CMR University opens Alternate Dispute Resolution Centre for students

CMR University opens Alternate Dispute ResolutionCentre for studentsTraining in Lok Adalat, Arbitration, Mediation, Conciliation, Mediation-Arbitration

BENGALURU: In an effort to promote Alternate Dispute Resolution practices, the CMR University School of Legal Studies inaugurated a Centre for Alternate Dispute Resolution (ADR) at its campus in Bengaluru. The ADR Centre will equip young law students in the practice of various ADR mechanisms, such as Training in Lok Adalat, Arbitration, Mediation, Conciliation, and Mediation-Arbitration, and counselling services.

The establishment of the ADR centre is yet another attempt of CMR University and CMR University School of Legal Studies in contributing to societal and community welfare. The centre will not only become a hub of research in knowledge related to ADRS, but also be a hub of activity in resolving disputes and offering simpler alternatives to the public.

The nation has almost 4 crore pending cases at different courts as per September 2020 data. Vacancy of judges has affected the disposal of cases. In 2012, the Supreme Court had approved the Scheme of National Court Management System to provide a framework for case management. The scheme estimated that with an increase in literacy, per capita income, and population, the number of new cases filed each year may go up to 15 crore over the next three decades, which will require at least 75,000 judges. Hence, there is an underlying need for alternative dispute resolution methods.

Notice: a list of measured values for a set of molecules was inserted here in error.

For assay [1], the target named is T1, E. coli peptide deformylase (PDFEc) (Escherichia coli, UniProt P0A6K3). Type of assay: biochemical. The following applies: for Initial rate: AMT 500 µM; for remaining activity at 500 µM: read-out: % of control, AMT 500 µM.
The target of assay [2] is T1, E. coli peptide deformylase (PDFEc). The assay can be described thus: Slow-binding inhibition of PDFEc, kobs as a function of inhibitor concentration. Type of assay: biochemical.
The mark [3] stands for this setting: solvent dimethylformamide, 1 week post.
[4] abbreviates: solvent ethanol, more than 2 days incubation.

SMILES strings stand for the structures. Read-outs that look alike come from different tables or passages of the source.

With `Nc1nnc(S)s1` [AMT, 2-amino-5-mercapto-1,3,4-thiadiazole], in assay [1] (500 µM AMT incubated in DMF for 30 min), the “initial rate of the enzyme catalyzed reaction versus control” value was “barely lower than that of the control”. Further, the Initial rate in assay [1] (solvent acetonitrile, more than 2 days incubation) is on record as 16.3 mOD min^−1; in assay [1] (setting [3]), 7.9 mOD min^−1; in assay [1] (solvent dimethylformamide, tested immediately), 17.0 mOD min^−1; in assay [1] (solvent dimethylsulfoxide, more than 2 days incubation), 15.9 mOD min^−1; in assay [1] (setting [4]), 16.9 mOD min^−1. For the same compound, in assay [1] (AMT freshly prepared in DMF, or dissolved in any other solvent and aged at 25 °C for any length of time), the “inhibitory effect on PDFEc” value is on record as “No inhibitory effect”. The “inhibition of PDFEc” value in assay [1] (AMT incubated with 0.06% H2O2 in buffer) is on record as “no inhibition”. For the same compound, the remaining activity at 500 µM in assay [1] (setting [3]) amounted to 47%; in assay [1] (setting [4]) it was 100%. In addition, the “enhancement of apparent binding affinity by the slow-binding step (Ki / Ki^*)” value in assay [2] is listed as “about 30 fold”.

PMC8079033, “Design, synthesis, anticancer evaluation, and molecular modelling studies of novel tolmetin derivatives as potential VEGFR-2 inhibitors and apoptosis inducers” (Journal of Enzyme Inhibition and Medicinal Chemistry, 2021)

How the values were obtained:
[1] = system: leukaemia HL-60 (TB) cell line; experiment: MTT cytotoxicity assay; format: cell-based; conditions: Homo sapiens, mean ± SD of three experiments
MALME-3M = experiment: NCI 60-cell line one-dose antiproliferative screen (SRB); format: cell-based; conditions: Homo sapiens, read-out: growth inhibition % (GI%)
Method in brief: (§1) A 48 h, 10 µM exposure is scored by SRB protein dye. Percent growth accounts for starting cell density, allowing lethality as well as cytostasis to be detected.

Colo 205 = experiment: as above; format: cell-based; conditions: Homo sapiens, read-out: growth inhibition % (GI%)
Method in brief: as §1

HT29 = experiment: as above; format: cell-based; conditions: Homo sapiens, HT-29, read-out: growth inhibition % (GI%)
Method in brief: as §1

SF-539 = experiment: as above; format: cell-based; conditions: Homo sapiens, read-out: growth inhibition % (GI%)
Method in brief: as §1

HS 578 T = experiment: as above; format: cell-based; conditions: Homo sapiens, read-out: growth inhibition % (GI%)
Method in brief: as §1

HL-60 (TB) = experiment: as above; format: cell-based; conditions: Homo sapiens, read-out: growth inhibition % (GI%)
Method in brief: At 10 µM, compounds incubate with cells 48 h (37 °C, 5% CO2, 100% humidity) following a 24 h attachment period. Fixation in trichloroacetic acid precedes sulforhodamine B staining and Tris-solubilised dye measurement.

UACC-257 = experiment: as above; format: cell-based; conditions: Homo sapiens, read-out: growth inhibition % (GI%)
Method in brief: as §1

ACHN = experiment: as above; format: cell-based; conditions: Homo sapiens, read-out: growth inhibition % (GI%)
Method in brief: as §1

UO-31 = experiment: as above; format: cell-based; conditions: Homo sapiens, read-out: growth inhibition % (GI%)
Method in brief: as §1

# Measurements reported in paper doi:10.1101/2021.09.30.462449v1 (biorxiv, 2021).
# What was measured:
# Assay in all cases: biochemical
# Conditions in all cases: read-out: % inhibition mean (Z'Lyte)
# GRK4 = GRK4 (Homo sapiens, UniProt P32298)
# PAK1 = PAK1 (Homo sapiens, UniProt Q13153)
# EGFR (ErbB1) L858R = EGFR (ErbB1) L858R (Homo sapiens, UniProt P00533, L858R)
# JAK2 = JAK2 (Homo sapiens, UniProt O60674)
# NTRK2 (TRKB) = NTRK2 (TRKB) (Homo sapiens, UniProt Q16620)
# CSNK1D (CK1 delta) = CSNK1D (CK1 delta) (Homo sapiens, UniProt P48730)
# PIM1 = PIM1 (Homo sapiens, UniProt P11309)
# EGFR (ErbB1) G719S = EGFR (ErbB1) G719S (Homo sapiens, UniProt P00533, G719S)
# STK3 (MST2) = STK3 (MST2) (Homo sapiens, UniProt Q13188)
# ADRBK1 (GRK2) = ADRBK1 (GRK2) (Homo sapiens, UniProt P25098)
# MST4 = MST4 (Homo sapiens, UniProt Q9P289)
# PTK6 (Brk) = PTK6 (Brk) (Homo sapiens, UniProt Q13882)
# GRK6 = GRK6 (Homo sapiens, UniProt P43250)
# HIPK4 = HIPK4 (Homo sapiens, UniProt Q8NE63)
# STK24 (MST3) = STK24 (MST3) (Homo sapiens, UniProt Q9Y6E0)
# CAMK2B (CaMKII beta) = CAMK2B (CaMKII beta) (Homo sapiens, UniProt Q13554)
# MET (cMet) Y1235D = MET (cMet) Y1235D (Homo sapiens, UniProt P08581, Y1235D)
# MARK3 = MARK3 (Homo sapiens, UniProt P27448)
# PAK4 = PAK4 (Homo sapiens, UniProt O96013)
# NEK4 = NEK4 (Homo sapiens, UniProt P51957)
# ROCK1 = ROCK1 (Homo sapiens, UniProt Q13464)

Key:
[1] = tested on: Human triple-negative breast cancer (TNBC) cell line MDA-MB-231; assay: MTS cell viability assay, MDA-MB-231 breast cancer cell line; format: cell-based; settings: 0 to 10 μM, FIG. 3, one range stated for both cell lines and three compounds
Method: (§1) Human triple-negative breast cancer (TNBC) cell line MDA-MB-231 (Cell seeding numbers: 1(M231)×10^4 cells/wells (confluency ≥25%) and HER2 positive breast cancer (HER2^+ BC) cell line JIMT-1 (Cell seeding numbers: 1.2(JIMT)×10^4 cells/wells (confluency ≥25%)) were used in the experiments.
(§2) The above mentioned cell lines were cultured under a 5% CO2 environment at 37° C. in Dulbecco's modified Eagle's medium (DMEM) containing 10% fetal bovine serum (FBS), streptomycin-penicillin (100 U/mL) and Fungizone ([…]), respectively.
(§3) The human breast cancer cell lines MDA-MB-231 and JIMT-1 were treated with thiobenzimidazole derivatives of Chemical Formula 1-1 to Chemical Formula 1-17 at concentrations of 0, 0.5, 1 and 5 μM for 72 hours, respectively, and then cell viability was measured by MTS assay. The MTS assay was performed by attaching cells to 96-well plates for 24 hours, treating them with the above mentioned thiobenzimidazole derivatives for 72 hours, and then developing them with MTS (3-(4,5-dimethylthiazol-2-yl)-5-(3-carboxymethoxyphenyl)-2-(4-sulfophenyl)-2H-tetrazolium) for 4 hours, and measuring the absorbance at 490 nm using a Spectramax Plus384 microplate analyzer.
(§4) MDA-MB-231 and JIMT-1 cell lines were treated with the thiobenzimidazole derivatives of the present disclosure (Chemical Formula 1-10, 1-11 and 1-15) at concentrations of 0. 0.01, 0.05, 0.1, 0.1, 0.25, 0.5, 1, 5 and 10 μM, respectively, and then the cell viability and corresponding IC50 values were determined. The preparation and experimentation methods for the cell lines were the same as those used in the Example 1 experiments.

There is an underlining need for alternative dispute resolution methods. It is in this context that a Resolution was adopted by the Chief Ministers and the Chief Justices of States in a conference held in New Delhi on 4th December 1993 under the chairmanship of the then Prime Minister and presided over by the Chief Justice of India. Thus “The Arbitration and Conciliation Act, 1996” came into being. The advantage of ADR is that it is more flexible and avoids seeking recourse to the courts.

High Court judge Justice Shankar Ganapathi Pandit declared the ADR open in a virtual event and said, “It is a novel initiative to entrust the ADR Centre student committee the responsibility for the ADR activities. I wish every success for this venture.”

He quoted Abraham Lincoln. “discourage litigation, persuade your neighbours to compromise whenever you can, point out to them how a nominal winner is often a looser in fees, expenses and waste of time. As a peace maker the lawyer has a superior opportunity of being a good man. He said that ADR has undergone a phenomenal change, evolving from elders of the village sitting under a tree, solving differences to the stage of gaining statutory recognition.

Guest of honour Justice Budihal R.B, former judge of High Court of Karnataka, encouraged law students to specialize in specific fields like arbitration and mediation. Susheela Sarathi, designated Senior Counsel, High Court of Karnataka, said the university, through this initiative, stands out, and remains the Harvard of all Karnataka Universities in ADR. She also advised students to undergo training to enhance their communication, negotiation and other techniques.

For more information, please contact:
Dr VJ Praneshwaran,
Vice Principal (School of Legal Studies)
M: 7204447330 | Email: praneshwaran.vj@cmr.edu.in

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